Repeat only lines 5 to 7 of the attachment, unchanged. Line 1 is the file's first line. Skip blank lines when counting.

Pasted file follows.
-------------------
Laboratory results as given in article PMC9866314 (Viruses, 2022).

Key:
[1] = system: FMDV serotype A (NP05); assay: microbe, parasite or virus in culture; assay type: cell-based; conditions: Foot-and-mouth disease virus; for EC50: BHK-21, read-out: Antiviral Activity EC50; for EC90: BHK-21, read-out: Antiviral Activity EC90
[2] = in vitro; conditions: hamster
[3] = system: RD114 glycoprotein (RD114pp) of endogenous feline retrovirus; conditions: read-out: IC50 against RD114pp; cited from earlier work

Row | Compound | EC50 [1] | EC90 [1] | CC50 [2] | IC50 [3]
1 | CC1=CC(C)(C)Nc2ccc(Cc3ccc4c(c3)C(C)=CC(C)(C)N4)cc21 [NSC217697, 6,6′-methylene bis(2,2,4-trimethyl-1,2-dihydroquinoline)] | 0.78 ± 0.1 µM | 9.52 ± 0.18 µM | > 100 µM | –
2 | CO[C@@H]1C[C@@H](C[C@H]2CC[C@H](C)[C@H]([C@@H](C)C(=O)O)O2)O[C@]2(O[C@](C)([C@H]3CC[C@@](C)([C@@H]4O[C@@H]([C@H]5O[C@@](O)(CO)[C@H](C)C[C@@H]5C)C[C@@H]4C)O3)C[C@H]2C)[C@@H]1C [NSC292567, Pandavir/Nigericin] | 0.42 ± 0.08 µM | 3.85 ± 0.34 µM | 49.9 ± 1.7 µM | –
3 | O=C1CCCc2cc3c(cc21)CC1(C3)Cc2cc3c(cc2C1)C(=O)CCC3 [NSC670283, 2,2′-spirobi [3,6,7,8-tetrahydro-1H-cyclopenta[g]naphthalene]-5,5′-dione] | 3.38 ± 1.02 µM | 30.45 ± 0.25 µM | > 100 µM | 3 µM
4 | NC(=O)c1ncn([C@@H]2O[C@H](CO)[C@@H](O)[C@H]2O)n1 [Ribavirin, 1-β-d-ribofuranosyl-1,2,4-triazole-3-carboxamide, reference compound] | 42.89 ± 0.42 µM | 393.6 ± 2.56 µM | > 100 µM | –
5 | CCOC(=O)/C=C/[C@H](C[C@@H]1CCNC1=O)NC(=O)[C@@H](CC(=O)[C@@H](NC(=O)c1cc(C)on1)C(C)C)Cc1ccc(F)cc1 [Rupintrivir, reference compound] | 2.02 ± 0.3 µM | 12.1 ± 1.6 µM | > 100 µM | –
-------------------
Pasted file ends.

[3] = system: RD114 glycoprotein (RD114pp) of endogenous feline retrovirus; conditions: read-out: IC50 against RD114pp; cited from earlier work

Row | Compound | EC50 [1] | EC90 [1] | CC50 [2] | IC50 [3]
1 | CC1=CC(C)(C)Nc2ccc(Cc3ccc4c(c3)C(C)=CC(C)(C)N4)cc21 [NSC217697, 6,6′-methylene bis(2,2,4-trimethyl-1,2-dihydroquinoline)] | 0.78 ± 0.1 µM | 9.52 ± 0.18 µM | > 100 µM | –